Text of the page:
The supreme court, on march 4, made a landmark decision overturning the 1998 PV narasimha Rao verdict related to bribery and vote-taking cases involving Members of parliament (MPs) and Members of Legislative Assemblies (MLAs). A bench of seven judges, led by Chief Justice DY Chandrachud, unanimously declared that MPs and MLAs are not exempted from prosecution in cases of bribery associated with voting or delivering speeches in the House.

The 1998 PV narasimha Rao verdict, which had granted immunity to MPs and MLAs from prosecution in bribery cases related to their parliamentary votes, was firmly rejected by the supreme Court. The court expressed disagreement with the previous decision and emphasized that elected representatives cannot be shielded from legal action in bribery matters related to their parliamentary duties.


The context of the 1998 verdict revolves around the aftermath of the 1991 lok sabha elections, held after the assassination of former prime minister Rajiv Gandhi. In those elections, the congress Party secured 232 seats but fell short of the majority figure of 272. PV narasimha Rao, an unexpected candidate, emerged as the Prime Minister. The subsequent no-confidence motion in 1993, triggered by economic liberalization in 1991 and the babri masjid demolition in 1992, further set the stage for a complex political scenario.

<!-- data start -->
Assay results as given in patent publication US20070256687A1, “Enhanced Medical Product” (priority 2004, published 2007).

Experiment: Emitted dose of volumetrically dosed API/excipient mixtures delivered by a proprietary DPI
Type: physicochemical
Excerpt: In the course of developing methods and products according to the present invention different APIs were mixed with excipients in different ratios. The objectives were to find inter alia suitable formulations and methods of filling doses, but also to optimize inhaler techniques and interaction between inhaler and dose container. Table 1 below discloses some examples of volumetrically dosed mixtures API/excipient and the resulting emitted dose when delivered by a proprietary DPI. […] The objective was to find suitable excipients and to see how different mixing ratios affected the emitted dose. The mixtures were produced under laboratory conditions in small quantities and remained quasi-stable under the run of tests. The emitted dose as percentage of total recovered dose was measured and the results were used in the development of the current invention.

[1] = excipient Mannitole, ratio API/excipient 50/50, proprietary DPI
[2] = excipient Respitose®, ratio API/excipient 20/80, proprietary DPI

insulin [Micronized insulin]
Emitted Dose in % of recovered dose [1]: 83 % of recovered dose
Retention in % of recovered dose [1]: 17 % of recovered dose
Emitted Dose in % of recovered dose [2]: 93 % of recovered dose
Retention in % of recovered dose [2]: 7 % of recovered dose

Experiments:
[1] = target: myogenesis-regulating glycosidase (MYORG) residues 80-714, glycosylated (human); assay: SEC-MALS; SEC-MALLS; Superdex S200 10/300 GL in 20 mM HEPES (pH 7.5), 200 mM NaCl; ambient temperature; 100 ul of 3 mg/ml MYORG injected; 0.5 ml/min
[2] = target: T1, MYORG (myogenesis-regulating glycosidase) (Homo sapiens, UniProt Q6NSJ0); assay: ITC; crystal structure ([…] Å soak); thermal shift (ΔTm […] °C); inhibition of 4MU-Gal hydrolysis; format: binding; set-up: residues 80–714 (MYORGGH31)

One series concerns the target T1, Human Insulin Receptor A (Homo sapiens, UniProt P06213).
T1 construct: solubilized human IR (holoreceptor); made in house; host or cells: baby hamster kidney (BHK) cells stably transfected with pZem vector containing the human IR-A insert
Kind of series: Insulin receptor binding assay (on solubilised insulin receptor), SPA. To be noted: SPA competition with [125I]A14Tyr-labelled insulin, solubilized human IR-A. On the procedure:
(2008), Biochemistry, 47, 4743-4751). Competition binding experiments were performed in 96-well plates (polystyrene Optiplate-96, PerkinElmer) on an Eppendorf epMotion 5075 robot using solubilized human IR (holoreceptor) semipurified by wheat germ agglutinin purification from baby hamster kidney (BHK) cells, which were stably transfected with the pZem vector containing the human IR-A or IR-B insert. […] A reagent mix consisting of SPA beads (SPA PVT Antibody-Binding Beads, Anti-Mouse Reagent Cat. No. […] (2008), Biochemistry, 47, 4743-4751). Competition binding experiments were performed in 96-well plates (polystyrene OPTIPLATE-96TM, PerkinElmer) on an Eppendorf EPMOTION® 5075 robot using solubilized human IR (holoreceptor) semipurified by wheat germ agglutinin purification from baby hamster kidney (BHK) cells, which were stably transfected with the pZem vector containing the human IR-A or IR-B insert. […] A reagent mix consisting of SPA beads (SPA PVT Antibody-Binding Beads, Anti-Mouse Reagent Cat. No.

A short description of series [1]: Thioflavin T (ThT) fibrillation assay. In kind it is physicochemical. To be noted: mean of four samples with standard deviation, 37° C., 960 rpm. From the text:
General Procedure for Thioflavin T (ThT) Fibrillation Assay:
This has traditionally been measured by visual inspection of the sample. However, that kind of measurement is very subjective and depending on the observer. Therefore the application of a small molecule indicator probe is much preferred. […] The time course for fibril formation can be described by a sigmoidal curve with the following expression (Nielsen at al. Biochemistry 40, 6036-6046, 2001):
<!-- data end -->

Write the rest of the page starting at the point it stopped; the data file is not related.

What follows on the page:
In 1993, a no-confidence motion was brought against the Rao government, which successfully survived the vote with 251 votes in favour. However, three years later, a scandal involving the exchange of currency notes for votes by 10 MPs from jharkhand Mukti Morcha (JMM) and Janata Dal came to light. This led to cases being registered against JMM MPs, including Shibu Soren, Suraj Mandal, Simon Marandi, and Shallendra Mahato, for allegedly accepting bribes in exchange for their votes.


The 1998 supreme court verdict, based on Article 105(2) of the Constitution, asserted that no mp could be held liable in any court for their parliamentary votes. The decision resulted in the dismissal of all cases against the implicated MPs. However, the recent overturning of this verdict by the supreme court indicates a significant shift in the legal interpretation of the immunity granted to MPs and MLAs in bribery cases related to their parliamentary functions.

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